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Adding dynamic behavior to static send ports: a caveat

It's a good practice to make static send ports dynamic, by changing the OutboundTransportLocation property in the send pipeline. However, when using this mechanism on WCF send ports, there's a caveat. Let's have a look!

In many scenarios, it could be required to have a send port with a dynamic behavior:

  • Send messages to a FILE location, containing the date of today
  • Send a notification mail to many different recipients
  • Dynamically change the URL of the backend web service, depending on the incoming request

Many developers would solve this by using dynamic send ports.  These ports allow you to configure all adapter properties, even the adapter type, at runtime.  I’m not a big fan of dynamic send ports, because it introduces some drawbacks:

  • Dynamic send ports are very difficult to troubleshoot (a hell for your operations team)
  • Dynamic send ports require your port configuration to be stored in a secure way (custom SSO application)
  • Dynamic send ports have a bigger performance hit (solved in BTS 2013)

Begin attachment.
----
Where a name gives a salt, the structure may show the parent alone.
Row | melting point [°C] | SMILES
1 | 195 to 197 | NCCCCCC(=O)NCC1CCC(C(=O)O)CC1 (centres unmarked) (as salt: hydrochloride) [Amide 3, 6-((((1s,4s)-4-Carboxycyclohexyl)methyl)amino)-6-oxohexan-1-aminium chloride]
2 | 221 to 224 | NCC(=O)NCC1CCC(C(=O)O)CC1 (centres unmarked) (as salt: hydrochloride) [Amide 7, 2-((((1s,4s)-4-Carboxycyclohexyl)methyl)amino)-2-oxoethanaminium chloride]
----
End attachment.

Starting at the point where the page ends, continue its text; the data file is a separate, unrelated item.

• Dynamic send ports don’t allow to specify an adapter handler (solved in BTS 2013)

That’s why I prefer using static send ports.  With a very easy trick, you can make static send ports partially dynamic.  Mostly it’s only the connectionstring, URI, path that must be changed at runtime.  This can be achieved in a custom pipeline component in the send pipeline:

This dynamic behavior works smooth for FILE and FTP adapters.  However, when using this mechanism on WCF send ports, there’s a caveat.  You will find out that the BTS.OutboundTransportLocation of the first message will be cached on the WCF send port.  So all subsequent messages will be sent to the same location.  This port configuration is cached until your send port configuration is modified or until your adapter send handler is restarted.  Luckily: there’s a way to disable this caching:

By setting the BTS.IsDynamicSend property to true, you force the WCF send adapter not to use the cache, but the runtime value instead.  More information on this setting can be found on MSDN.


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